Markings are made with the patient standing. Marking the borders of the pectoralis muscle will assist in determining the extent of sub-pectoral dissection. The incision to be used for implant placement is in the axillary fold. It is curvilinear in shape, parallels a skin crease, and is 4.5 to 6.0 cm long.
Prior to the incisions, the axilla should be shaved using an electric shaver to minimize skin trauma. The patient is then placed supine and arms abducted out to 90 degrees. After the patient's skin is prepped and draped, an anesthetic solution with epinephrine is then infiltrated in the area of the incision. The incision is made, and the dissection is carried down until reaching the lateral tendon of the pectoralis muscle. At this point, the dissection changes to the submuscular plane - first using sharp dissection and then using a long, blunt dissector, which can be facilitated using a fiberoptic light retractor. The extent of the submuscular plane should mirror the previously-made external markings.
It is critical that the dissection is carried no more than 1 to 2 cm below the areola and that no sternal or pectoralis insertions become disrupted, as this can give the patient feminine-appearing breasts. Meticulous hemostasis is necessary to avoid potential hematoma formation. The pocket is soaked in either triple antibiotic solution or betadine and allowed to sit while performing the contralateral dissection. The implants are then placed through the incision, taking care to avoid contact with the skin as much as reasonable to avoid possible contamination. The patient must sit up to confirm symmetry. A multi-layered closure is then performed. It is up to the discretion of the plastic surgeon and the anesthesiologist if they wish to perform a medial and lateral pectoral nerve block after the procedure to help minimize post-operative pain.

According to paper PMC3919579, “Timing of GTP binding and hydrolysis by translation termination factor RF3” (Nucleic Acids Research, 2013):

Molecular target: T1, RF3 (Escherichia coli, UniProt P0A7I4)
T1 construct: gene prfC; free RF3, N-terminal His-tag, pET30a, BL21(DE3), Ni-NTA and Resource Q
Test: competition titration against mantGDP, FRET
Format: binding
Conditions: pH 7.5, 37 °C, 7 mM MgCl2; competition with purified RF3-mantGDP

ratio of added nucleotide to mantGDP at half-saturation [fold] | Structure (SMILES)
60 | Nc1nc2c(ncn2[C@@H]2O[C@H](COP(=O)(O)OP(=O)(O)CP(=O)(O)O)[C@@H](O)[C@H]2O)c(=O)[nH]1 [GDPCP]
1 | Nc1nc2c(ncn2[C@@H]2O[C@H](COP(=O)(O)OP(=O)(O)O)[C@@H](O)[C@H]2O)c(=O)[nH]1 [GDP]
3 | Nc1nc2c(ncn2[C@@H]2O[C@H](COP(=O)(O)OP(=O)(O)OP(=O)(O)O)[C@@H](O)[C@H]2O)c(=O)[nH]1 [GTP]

A light compressive dressing is recommended for about a month, after which time the patient can discontinue this and begin mild physical activity. Surgeons do not typically utilize drains in this procedure.
Complications after pectoral implantation are similar to those for breast augmentation. These include bleeding or hematoma formation, infection, poor cosmetic outcome, asymmetry, shifting or rotation of the implant, seroma, implant rupture, capsular contracture, and poor scarring. Any time implant placement is under the pectoralis muscle, the patient may develop muscle spasm. This condition can be treated with muscle relaxers, or for persistent spasms, botulinum toxin can be a possible treatment modality.
Other less common complications include anesthetic complications and resulting paresthesia of the inner arm. Although there are no reports of breast implant-associated anaplastic large cell lymphoma (BIA-ALCL) with pectoral implants, they have a textured surface, which can theoretically cause this rare condition.
Pectoral implants have been in use for over 30 years in both the cosmetic and reconstructive realms of plastic surgery. Whether used to treat a congenital or acquired chest wall asymmetry, or to enhance the appearance of the chest, pectoral implants are an essential component in the plastic surgeon's armamentarium. They not only enhance the appearance but also the self-image of those who receive them.
Pectoral implant placement is a procedure that can be associated with many complications, of which one is a poor cosmetic outcome and patient dissatisfaction with the result, which can lead to prolonged patient and surgeon distress, and lead to an increase in healthcare costs. It is, therefore, imperative to identify the risk factors for patient dissatisfaction and perform a thorough assessment of the patient before any surgery. A team approach is an ideal way to limit the complications of this procedure. Prior to surgery, the patient should have the following done: